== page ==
Trip to France proves eye-opening for Rankin

Published 12:00 am Wednesday, June 19, 2002

Except for a brief trip to Mexico, Annie Rankin hadn’t traveled much in her 23 years.

That changed when for four weeks beginning in mid-April she took part in a Rotary Group Study Exchange program. A team from District 6880, which includes the Demopolis club, exchanged places with a team from France as each visited the other’s home.

The trip for Rankin didn’t have an auspicious start. First, she wasn’t even sure she would be able to go when her family’s business, the dairy Cedarcrest Farms, came up shorthanded. She was needed to be in the lot working the cows since there was no one else. At the last minute, a hand was hired who could do the work.

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Then the team’s leader had to back out, and the leader who went with last year’s group to Brazil, David Spivey, was drafted to take his place.

Because of the last-minute change, the team didn’t have a chance to meet several times before they left for instruction in customs and language. They were told to get language tapes and work on their own.

The four members plus the team leader finally met two days before they left for a cram course, but all of them already tired before they started.

The result was a team ill-prepared for France, but the experience of touring the area, living in homes and having close contact with the French citizens and exchanging ideas proved eye-opening to Rankin.

She first heard about the opportunity for the trip from Demopolis Rotarian Bill Mackey, who 10 years ago took part in an exchange program to India. A graduate of Marion Military Academy, Rankin holds a degree in Agricultural Economics from Auburn University with a specialty in rural sociology and a concentration in Spanish.

The knowledge of Spanish came in handy to help her read French, even if she could not speak or understand it well.

Each of the team members had to prepare a three-minute speech to present to the Rotary Clubs they visited. The speeches included information about themselves and their jobs.

Rankin called on retired Demopolis High School French teacher Beverly Youngblood to help her translate the speech, including looking up special words for the dairy industry.

In the end, however, Rankin didn’t talk very much,

Throughout her four-week visit, Rankin came to understand that good and bad people are everywhere, but the people she stayed with were as gracious as any back home.

That didn’t mean the French weren’t forthcoming about their opinions of the United States.

In France, people are much more conscious about conservation. They turn off lights when they leave the room even if they will return in just a few minutes. None drive large cars. They even commented on how big they thought her small traveling clock was.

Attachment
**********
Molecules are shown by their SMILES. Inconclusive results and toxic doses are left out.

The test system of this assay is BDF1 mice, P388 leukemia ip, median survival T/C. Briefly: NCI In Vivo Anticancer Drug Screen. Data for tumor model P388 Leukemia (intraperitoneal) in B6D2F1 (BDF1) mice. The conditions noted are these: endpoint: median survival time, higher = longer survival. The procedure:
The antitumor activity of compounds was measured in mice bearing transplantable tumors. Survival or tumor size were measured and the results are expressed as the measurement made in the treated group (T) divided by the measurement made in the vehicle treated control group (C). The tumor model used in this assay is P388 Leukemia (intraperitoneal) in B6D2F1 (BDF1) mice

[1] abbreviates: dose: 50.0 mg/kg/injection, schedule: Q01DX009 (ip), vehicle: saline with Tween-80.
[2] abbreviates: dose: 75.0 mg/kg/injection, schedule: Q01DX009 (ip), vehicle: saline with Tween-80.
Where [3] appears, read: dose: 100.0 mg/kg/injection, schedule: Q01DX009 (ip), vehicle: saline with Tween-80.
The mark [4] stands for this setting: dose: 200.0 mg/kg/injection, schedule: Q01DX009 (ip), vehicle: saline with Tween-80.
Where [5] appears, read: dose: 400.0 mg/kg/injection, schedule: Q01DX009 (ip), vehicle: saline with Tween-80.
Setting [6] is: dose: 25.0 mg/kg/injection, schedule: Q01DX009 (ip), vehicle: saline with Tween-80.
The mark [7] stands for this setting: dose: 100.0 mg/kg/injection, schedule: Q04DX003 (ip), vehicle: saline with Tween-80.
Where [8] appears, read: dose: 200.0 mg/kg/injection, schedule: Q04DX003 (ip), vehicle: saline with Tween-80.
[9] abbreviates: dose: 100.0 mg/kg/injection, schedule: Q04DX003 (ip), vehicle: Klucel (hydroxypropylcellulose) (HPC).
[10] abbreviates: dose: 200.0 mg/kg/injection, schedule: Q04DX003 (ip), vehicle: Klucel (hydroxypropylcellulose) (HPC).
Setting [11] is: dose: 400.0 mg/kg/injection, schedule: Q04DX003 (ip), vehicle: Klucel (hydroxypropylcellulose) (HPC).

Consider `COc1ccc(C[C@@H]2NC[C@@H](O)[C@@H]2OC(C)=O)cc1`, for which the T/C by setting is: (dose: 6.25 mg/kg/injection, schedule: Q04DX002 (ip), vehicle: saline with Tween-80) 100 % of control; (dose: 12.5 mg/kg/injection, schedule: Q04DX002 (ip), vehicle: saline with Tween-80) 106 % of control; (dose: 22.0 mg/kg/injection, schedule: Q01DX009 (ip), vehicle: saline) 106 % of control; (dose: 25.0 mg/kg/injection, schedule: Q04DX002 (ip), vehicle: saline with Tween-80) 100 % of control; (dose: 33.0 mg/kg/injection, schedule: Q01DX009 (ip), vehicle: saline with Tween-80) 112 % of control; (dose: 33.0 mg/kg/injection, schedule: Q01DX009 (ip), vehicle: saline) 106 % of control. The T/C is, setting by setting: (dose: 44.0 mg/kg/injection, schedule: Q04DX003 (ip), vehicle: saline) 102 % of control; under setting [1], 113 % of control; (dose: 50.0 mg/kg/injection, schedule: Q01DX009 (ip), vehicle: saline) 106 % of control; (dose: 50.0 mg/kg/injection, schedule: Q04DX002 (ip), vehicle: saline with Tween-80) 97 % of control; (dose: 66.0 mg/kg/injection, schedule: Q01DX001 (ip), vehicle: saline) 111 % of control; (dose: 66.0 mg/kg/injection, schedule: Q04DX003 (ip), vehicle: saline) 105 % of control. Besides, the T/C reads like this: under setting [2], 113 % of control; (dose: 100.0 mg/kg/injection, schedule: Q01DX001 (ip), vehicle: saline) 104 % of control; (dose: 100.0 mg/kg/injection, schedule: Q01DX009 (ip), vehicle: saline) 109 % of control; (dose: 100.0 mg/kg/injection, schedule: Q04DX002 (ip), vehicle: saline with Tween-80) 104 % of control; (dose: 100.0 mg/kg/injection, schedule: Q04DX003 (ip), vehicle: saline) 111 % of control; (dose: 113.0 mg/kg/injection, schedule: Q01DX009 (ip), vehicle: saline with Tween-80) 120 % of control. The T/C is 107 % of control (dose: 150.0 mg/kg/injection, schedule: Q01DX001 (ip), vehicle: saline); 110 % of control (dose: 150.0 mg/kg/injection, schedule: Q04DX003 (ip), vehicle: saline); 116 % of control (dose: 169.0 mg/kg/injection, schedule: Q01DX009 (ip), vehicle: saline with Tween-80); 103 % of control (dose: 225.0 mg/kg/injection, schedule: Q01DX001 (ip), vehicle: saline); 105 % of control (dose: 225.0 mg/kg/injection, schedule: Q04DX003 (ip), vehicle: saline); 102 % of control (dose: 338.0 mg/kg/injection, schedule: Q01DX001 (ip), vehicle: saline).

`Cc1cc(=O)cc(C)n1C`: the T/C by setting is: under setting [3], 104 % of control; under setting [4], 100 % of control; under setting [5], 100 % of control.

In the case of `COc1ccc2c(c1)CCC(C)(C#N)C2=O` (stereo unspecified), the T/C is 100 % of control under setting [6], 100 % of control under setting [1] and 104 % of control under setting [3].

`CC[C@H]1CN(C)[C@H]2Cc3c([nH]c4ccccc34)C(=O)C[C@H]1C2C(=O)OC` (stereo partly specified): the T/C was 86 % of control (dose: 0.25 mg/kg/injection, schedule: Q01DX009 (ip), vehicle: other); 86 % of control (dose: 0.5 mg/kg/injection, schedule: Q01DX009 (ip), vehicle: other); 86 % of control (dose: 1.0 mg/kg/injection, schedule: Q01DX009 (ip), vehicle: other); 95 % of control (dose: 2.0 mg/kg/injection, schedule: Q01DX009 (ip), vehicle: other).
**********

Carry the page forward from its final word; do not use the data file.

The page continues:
Their comments even extended to the size of the members in the American team. They called Rankin "pudgy."

While her hosts commented on their concern about America’s foreign and domestic policies, they had their own political worries. While she was there, France held an election to choose its prime minister between incumbent Jacque Chirac and the rabid conservative Jean-Marie Le Pen. "They were very embarrassed about Le Pen" and kept apologizing to the team.

Throughout her travels, Rankin enjoyed the beautiful scenery. Parts, she said, reminded her of home. She would think to herself, "’This looks just like Alabama,’ and then I would see a castle in the distance."

Rankin had the chance to visit several French dairies, most of which had their own small cheese plants on the side. Since Cedarcrest Farms has its own cheese plant, Rankin was interested in seeing how the French ran their businesses.

Large farms in the area she visited had some 60 cows. When they heard her farm ran 1,100 cows, their first question was how Cedarcrest handled waste disposal.

A visit to France wouldn’t be complete without tours of wineries, and the team went to several where they learned how to taste wine. Wine also was served at every lunch and dinner, and meals often lasted three hours.

Rankin said the only problem with the whirlwind visit is that there was no free time to regroup and relax. Right on cue, culture shock hit about four days into the trip.

But she doesn’t regret the experience. "There’s no way I could have seen as much as we did" or met the "real" people of France any other way. She stayed in 11 homes in four weeks and got a "diverse picture of the culture."

Some of her visit to France is following her back home. The daughter of one of her host families, Delphin Nicolet, will be coming to work for Rankin for three weeks in August. A former exchange student to the United States, Nicolet is returning in part to visit former classmates.